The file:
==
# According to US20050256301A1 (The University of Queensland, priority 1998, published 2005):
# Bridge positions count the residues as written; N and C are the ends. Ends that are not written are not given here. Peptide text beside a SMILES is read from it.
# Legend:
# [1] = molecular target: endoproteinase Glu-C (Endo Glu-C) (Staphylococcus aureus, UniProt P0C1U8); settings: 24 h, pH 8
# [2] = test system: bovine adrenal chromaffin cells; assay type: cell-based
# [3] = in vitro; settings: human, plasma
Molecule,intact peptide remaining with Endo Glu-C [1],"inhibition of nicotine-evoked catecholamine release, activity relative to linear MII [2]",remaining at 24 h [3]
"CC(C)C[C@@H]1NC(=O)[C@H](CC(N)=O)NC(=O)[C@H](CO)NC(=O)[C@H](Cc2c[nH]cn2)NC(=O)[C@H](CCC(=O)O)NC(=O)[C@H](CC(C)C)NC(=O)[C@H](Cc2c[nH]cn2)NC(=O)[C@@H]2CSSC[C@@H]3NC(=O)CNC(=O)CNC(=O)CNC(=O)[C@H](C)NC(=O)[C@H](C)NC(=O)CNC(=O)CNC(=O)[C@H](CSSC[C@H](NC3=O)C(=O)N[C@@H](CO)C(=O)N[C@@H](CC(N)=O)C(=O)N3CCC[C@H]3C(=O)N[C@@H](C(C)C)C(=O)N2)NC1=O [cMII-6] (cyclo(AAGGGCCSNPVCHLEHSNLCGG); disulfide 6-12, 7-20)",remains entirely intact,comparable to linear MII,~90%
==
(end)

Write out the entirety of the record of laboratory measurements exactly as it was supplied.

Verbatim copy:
# According to US20050256301A1 (The University of Queensland, priority 1998, published 2005):
# Bridge positions count the residues as written; N and C are the ends. Ends that are not written are not given here. Peptide text beside a SMILES is read from it.
# Legend:
# [1] = molecular target: endoproteinase Glu-C (Endo Glu-C) (Staphylococcus aureus, UniProt P0C1U8); settings: 24 h, pH 8
# [2] = test system: bovine adrenal chromaffin cells; assay type: cell-based
# [3] = in vitro; settings: human, plasma
Molecule,intact peptide remaining with Endo Glu-C [1],"inhibition of nicotine-evoked catecholamine release, activity relative to linear MII [2]",remaining at 24 h [3]
"CC(C)C[C@@H]1NC(=O)[C@H](CC(N)=O)NC(=O)[C@H](CO)NC(=O)[C@H](Cc2c[nH]cn2)NC(=O)[C@H](CCC(=O)O)NC(=O)[C@H](CC(C)C)NC(=O)[C@H](Cc2c[nH]cn2)NC(=O)[C@@H]2CSSC[C@@H]3NC(=O)CNC(=O)CNC(=O)CNC(=O)[C@H](C)NC(=O)[C@H](C)NC(=O)CNC(=O)CNC(=O)[C@H](CSSC[C@H](NC3=O)C(=O)N[C@@H](CO)C(=O)N[C@@H](CC(N)=O)C(=O)N3CCC[C@H]3C(=O)N[C@@H](C(C)C)C(=O)N2)NC1=O [cMII-6] (cyclo(AAGGGCCSNPVCHLEHSNLCGG); disulfide 6-12, 7-20)",remains entirely intact,comparable to linear MII,~90%